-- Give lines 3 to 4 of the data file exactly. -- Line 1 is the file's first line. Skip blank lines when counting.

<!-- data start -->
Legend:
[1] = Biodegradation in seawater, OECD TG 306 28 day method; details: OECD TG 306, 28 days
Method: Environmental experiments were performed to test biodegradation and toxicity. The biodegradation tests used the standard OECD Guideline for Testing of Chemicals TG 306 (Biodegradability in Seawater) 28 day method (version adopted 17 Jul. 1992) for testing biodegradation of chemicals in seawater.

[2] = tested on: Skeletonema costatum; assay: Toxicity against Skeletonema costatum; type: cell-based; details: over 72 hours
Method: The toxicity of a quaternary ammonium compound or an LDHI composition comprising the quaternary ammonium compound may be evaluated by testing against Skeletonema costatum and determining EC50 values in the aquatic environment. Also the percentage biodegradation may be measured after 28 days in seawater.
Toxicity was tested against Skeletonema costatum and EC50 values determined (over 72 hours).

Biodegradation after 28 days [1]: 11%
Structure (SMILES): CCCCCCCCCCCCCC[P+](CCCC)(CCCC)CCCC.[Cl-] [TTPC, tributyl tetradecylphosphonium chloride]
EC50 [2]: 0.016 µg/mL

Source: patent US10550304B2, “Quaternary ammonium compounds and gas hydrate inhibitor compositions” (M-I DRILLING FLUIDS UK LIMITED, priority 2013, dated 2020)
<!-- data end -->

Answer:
Method: Environmental experiments were performed to test biodegradation and toxicity. The biodegradation tests used the standard OECD Guideline for Testing of Chemicals TG 306 (Biodegradability in Seawater) 28 day method (version adopted 17 Jul. 1992) for testing biodegradation of chemicals in seawater.

[2] = tested on: Skeletonema costatum; assay: Toxicity against Skeletonema costatum; type: cell-based; details: over 72 hours